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Viewers claim guardians abuse elderly's rights

2 Local 10 viewers say a professional guardian is abusing an elderly relative's rights, health and finances

PEMBROKE PARK, Fla. – In the last two weeks, Local 10 News investigative reporter Christina Vazquez has fielded calls into the hotline related to suspected guardian abuse. They are from people who claim a court appointed professional guardian is abusing an elderly relative's rights, health and finances. It turns out this is a statewide problem, and now lawmakers in Tallahassee have responded.

This week, the Florida Senate passed a bill (HB 5) to begin overhauling how guardians are appointed and aimed at prohibiting abuse, exploitation and neglect of an elderly ward. The bill, if signed by Governor Rick Scott, would become law on July 1, 2015. 

"When someone has become incapacitated, they're in a vulnerable position, and a guardian can have considerable power over them," state Rep. Jose Javier Rodriguez, who co-sponsored the bill with Rep. Kathleen Passidomo, said. "Although I have not directly come across abuse by guardians in my work, like my colleagues, I see the potential for abuse and hear the horror stories across the state who feel like their loved ones, mostly elderly parents, wound up isolated with everything taken from them and little they could do about it. The reforms in HB 5 will help improve how guardians are appointed, better protect the wishes and rights of the incapacitated person and clarify the responsibilities of guardians."

Miami physician Sam Sugar, who founded the advocacy group Americans Against Abusive Probate Guardianship, told Local 10 News in an interview earlier this month, "The mantra of the guardianship program is litigate, medicate and take the estate."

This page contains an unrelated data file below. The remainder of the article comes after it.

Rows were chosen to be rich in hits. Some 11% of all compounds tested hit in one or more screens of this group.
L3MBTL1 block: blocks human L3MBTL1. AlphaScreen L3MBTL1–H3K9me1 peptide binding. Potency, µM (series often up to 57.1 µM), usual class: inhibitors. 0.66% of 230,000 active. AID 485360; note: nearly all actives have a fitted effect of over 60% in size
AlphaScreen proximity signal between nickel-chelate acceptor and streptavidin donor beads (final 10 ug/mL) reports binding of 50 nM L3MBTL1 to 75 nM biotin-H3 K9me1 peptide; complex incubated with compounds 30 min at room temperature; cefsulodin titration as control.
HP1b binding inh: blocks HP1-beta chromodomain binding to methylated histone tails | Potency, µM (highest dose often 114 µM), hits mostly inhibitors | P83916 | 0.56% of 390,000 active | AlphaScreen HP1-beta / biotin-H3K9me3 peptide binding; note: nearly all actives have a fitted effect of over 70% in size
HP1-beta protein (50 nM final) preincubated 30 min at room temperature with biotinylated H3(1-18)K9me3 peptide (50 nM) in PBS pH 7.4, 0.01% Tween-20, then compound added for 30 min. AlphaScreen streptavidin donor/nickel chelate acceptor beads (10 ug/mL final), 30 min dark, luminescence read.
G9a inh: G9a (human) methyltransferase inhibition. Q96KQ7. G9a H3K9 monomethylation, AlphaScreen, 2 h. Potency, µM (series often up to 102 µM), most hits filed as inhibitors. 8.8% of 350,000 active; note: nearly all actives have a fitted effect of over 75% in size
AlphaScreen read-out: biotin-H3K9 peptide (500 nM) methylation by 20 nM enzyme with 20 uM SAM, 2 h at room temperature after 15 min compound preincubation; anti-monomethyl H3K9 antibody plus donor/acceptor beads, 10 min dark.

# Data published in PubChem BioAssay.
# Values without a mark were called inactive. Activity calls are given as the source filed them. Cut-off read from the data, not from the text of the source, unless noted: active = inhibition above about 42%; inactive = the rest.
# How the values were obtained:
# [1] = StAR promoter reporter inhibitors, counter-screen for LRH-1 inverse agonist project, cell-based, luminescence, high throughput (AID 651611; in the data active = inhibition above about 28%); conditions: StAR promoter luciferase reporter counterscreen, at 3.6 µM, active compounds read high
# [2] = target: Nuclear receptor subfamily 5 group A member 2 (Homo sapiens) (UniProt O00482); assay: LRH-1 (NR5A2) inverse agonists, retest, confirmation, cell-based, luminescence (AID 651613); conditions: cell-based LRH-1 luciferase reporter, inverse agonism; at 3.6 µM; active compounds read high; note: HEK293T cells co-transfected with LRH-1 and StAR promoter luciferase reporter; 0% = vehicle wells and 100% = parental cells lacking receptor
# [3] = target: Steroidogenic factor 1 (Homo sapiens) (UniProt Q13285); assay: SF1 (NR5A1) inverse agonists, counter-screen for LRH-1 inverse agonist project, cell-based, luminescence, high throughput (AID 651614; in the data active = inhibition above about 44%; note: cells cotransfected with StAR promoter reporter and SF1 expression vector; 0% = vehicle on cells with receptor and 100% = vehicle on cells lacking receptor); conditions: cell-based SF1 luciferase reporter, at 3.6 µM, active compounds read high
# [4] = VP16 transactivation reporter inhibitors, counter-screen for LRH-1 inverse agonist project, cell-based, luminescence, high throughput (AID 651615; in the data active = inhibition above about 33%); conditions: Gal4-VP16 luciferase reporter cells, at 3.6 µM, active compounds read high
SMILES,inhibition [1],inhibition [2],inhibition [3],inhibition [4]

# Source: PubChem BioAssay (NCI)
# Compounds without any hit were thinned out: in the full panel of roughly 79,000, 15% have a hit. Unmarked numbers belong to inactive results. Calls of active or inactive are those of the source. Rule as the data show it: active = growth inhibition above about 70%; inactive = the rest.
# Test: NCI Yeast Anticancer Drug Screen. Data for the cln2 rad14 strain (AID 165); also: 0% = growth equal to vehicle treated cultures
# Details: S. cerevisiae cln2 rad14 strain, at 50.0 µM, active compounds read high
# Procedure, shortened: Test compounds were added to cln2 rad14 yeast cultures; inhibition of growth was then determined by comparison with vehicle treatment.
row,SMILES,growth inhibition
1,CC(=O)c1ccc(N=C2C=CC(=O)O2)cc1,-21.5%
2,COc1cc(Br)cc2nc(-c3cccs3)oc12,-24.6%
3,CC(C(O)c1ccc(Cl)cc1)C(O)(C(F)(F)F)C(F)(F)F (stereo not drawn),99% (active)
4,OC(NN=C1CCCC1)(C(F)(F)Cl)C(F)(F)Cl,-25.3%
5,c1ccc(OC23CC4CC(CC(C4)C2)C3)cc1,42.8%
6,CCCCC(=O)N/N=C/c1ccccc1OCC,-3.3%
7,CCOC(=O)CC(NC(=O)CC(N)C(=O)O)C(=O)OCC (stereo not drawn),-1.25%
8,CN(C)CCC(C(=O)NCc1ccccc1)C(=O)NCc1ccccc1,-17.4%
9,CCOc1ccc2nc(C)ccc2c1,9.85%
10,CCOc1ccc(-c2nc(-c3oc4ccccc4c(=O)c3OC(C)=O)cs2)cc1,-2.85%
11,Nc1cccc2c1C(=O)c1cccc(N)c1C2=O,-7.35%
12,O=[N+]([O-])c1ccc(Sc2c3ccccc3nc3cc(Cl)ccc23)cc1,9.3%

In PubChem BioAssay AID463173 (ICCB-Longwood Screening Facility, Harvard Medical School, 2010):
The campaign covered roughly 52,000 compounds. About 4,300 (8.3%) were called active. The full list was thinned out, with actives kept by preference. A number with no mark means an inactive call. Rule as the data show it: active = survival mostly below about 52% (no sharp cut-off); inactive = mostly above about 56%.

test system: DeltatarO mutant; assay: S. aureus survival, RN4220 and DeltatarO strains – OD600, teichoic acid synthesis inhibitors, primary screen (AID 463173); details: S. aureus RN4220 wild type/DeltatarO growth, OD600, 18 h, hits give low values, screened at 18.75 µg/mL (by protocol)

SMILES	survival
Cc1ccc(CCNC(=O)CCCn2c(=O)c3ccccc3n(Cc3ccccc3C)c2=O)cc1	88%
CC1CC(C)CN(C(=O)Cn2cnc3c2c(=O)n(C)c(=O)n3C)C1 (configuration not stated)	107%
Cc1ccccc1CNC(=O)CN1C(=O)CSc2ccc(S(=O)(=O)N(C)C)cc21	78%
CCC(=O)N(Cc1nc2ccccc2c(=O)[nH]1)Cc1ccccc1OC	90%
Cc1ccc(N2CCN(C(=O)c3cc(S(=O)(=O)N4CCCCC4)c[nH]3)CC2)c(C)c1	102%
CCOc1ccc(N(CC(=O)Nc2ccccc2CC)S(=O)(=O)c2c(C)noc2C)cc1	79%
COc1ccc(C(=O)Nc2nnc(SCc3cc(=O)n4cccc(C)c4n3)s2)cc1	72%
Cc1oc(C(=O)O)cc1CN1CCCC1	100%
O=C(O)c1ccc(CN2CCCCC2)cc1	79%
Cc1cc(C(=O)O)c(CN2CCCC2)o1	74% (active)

Sugar said courts are too willing to take undocumented testimony from lawyers whose main goal is to get an emergency temporary guardianship and take control of the elderly person's assets. 

"The minute that happens the game is over," Sugar said.

He stated the ultimate goal "is the diversion of inter-generational transfer of wealth from one generation to another into the pockets of this racket, and it is a racket."

Sugar said it could easily happen in any family. Typically, after an emergency guardianship hearing, a guardian known to the judge is appointed. 

"Ultimately the rape of estate," Sugar said.

Strongman sales, reverse mortgages, specialty referrals with appraisals that make no sense.  The elderly person's assets are sold undervalued to friends of the guardian, leaving those protected by guardianship penniless.  

Applicants for professional guardianship need to complete a 40 hour course with exam.  A high school diploma is also required and the guardian must have no felony convictions or bankruptcy filings.  After that, guardians are eligible to retain clients.

WEB EXTRA: Becoming a guardian

"These people hang out at hospitals, nursing homes ALFs, senior centers anywhere vulnerable elderly persons can find themselves," Sugar said. 

In some cases, Sugar said, the elderly are unaware that guardianship has been applied for. They receive a knock on the door noticing them that a court hearing is taking place, sometimes the very next day, leaving them less than 24 hours to prepare or find a lawyer.  Once placed in guardianship getting a loved one out of guardianship is difficult.

"It's harder than going to the moon," Sugar said. 

Sugar said guardianship is a $3.6 billion a year industry in Florida. In 2003, according to the Department of Elder Affairs, there were 23 certified for profit guardians in Florida. That number has grown to 460 this year so far.  

Follow Christina Vazquez on Twitter @CallChristinaTV

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